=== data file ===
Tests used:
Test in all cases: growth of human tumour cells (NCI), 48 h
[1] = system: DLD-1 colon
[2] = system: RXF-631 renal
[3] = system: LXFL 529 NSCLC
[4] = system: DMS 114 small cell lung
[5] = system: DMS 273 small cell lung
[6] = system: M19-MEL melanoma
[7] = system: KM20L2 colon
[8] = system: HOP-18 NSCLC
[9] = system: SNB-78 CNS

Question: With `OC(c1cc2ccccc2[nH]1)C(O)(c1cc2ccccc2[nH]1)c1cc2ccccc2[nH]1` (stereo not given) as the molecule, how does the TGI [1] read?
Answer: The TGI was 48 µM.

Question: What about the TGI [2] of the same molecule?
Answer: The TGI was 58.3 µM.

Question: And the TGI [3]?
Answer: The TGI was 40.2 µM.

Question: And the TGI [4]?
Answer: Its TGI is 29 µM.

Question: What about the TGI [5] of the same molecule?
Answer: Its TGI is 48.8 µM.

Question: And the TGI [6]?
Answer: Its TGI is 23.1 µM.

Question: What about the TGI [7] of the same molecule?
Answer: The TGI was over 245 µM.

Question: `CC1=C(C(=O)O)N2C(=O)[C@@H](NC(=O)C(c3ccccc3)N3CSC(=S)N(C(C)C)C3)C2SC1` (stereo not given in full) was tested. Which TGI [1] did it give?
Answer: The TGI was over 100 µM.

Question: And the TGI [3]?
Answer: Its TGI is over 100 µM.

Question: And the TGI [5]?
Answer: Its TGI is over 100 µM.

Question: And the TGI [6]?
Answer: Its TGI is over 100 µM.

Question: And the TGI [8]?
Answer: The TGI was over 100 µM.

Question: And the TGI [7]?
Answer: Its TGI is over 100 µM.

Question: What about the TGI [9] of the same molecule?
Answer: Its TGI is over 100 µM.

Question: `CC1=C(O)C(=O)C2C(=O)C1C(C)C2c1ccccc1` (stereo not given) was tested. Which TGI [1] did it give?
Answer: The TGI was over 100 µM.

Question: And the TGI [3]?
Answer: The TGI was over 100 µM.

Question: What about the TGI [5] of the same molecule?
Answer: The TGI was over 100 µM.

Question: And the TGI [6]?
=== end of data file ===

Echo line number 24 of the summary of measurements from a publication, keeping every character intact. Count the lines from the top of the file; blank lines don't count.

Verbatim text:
Question: What about the TGI [7] of the same molecule?